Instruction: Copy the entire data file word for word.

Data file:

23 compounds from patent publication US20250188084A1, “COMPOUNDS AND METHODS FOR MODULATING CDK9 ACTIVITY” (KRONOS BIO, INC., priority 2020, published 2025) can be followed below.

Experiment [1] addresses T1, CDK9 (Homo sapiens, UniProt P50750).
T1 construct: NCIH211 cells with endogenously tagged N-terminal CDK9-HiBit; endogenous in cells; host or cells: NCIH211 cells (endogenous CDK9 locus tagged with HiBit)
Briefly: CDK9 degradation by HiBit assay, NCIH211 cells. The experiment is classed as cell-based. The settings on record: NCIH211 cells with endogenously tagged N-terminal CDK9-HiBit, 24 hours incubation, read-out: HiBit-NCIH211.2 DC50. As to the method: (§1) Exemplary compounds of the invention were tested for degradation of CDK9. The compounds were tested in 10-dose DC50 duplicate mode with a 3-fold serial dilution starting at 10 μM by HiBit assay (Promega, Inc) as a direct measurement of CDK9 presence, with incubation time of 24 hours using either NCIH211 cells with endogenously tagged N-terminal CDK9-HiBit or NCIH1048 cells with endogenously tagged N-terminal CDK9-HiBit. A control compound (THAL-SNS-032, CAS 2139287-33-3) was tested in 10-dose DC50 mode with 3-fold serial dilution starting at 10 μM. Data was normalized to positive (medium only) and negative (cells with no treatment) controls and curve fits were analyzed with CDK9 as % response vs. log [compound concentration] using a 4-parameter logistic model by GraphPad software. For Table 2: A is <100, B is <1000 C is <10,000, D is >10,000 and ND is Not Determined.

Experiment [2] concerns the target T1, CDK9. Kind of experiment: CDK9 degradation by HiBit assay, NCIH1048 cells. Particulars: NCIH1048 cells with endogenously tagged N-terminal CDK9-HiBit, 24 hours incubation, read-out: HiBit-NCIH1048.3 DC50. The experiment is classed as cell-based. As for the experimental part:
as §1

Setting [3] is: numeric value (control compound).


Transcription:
23 compounds from patent publication US20250188084A1, “COMPOUNDS AND METHODS FOR MODULATING CDK9 ACTIVITY” (KRONOS BIO, INC., priority 2020, published 2025) can be followed below.

Experiment [1] addresses T1, CDK9 (Homo sapiens, UniProt P50750).
T1 construct: NCIH211 cells with endogenously tagged N-terminal CDK9-HiBit; endogenous in cells; host or cells: NCIH211 cells (endogenous CDK9 locus tagged with HiBit)
Briefly: CDK9 degradation by HiBit assay, NCIH211 cells. The experiment is classed as cell-based. The settings on record: NCIH211 cells with endogenously tagged N-terminal CDK9-HiBit, 24 hours incubation, read-out: HiBit-NCIH211.2 DC50. As to the method: (§1) Exemplary compounds of the invention were tested for degradation of CDK9. The compounds were tested in 10-dose DC50 duplicate mode with a 3-fold serial dilution starting at 10 μM by HiBit assay (Promega, Inc) as a direct measurement of CDK9 presence, with incubation time of 24 hours using either NCIH211 cells with endogenously tagged N-terminal CDK9-HiBit or NCIH1048 cells with endogenously tagged N-terminal CDK9-HiBit. A control compound (THAL-SNS-032, CAS 2139287-33-3) was tested in 10-dose DC50 mode with 3-fold serial dilution starting at 10 μM. Data was normalized to positive (medium only) and negative (cells with no treatment) controls and curve fits were analyzed with CDK9 as % response vs. log [compound concentration] using a 4-parameter logistic model by GraphPad software. For Table 2: A is <100, B is <1000 C is <10,000, D is >10,000 and ND is Not Determined.

Experiment [2] concerns the target T1, CDK9. Kind of experiment: CDK9 degradation by HiBit assay, NCIH1048 cells. Particulars: NCIH1048 cells with endogenously tagged N-terminal CDK9-HiBit, 24 hours incubation, read-out: HiBit-NCIH1048.3 DC50. The experiment is classed as cell-based. As for the experimental part:
as §1

Setting [3] is: numeric value (control compound).